Urinary problems in dogs can be frustrating for owners and uncomfortable and stressful for dogs. There are many possible causes for urinary issues and determining the cause is crucial in treating the problem. Possible causes of urinary problems include:
- Urinary tract infection/cystitis
- Bladder stones and/or crystals
- Diabetes mellitus
- Kidney problems
- Urinary incontinence
- Behavior issue/break in house training
- Bladder cancer
- Prostate disease
- Spinal cord problems
- Cushing’s disease
Signs of bladder problems can include: urinary accidents, blood in urine or cloudy urine, strong smelling urine, increased licking of genital area, frequent squatting/frequent urination, acting uncomfortable or whimpering when urinating or attempting to urinate, drinking and urinating more than normal.
While it can be tempting to just request antibiotics, assuming a bladder infection is the cause, an exam is crucial to find the root cause and treat the issue correctly.
An initial exam will include taking a complete history and review of symptoms. The doctor will palpate the abdomen to check how full the bladder is and check for discomfort. Gum color, hydration and temperature will be checked along with the genital area. A fresh urine sample will be obtained and a urinalysis will be performed to check for: white blood cells, red blood cells, pH, ketones, glucose, bilirubin, protein, bacteria and urinary crystals.
Depending on the results of the urinalysis, a urine culture/sensitivity may be indicated (if there is an infection this can help determine the most effective antibiotic for the bacteria present). Blood work may be indicated if there are signs of glucose in the urine or signs of kidney problems. If urinary crystals are seen, radiographs to look for bladder stones may be recommended.
If no medical problems are found, the possibility of a behavior issue (stress, separation anxiety or break in house training) or urinary incontinence will be considered. Treatment for a behavior issue or incontinence will be much different than for other medical problems so it is crucial to rule out other issues first.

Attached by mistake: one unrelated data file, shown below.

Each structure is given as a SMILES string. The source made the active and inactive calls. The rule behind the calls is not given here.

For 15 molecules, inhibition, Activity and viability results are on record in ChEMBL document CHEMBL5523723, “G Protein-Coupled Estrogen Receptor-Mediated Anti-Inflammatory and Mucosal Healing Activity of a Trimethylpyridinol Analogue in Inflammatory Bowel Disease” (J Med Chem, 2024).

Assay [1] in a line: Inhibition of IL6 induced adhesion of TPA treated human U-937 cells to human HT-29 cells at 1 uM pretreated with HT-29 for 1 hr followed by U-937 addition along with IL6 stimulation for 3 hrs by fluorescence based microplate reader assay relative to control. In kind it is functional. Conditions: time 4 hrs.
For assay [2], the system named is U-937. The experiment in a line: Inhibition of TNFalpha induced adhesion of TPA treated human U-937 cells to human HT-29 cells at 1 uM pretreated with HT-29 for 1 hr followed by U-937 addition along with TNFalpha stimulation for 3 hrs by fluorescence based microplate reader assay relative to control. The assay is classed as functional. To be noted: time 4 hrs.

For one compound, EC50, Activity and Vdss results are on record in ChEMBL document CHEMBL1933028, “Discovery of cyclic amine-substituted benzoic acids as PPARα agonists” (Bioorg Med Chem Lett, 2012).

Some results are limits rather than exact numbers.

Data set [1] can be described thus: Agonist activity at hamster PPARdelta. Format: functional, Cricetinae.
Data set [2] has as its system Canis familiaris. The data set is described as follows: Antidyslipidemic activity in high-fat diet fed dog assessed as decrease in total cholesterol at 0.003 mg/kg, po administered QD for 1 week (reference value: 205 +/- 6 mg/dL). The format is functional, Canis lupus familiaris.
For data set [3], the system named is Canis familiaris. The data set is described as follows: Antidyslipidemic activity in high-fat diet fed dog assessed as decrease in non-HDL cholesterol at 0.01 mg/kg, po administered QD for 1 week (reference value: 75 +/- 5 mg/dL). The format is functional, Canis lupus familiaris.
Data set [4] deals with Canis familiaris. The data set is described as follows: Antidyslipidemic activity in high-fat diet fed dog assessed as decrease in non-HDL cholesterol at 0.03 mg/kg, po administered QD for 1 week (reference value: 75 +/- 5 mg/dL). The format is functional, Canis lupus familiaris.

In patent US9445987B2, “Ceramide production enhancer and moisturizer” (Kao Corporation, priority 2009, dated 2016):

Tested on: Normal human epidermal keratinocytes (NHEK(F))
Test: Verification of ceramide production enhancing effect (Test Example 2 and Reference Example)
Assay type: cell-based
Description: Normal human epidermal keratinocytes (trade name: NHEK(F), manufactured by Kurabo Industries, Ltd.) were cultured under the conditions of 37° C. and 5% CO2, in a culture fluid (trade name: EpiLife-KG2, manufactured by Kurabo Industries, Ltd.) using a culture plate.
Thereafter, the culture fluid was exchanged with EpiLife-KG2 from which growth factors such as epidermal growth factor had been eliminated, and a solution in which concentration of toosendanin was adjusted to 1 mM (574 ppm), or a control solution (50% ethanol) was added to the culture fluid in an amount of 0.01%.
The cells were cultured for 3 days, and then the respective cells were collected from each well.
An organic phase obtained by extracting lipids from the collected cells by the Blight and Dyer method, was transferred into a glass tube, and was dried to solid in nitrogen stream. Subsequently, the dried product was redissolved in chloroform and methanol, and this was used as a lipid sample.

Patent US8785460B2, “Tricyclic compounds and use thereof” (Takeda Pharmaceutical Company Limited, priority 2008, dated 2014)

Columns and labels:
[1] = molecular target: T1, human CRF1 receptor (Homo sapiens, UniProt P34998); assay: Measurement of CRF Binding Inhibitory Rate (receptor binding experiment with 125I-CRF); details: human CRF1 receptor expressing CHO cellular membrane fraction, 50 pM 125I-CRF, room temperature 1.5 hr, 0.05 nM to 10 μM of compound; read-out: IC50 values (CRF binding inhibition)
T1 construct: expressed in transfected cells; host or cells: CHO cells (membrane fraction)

Treatment for urinary issues will depend on the root cause. This may include antibiotics, prescription diets, treatment for diabetes or kidney problems, anti anxiety meds/behavior modification/house training, surgery (if bladder stones or prostate problems) or treatment for cushing’s disease.
Urinary problems are typically easier and less expensive to treat if caught early. Assuming urinary accidents are a behavior issue without ruling out a medical cause can delay treatment and cause unnecessary stress and discomfort for the dog and the owner. Untreated bladder issues that have a medical cause can turn into a behavior problem/habit if not addressed promptly or correctly.
It is important to call for an exam appointment at the first sign of urinary issues. A fresh urine sample will be needed to run a urinalysis. It is often best for us to collect this in clinic to avoid contamination or the development of crystals due to the urine sitting too long. Making sure your dog does not have the opportunity to urinate for awhile prior to your appointment is very helpful so we can successfully collect the needed sample.
As always, if you have any questions or concerns, please contact us for guidance. We are here to help and can guide you in the best course of action to help your pet as quickly and efficiently as possible.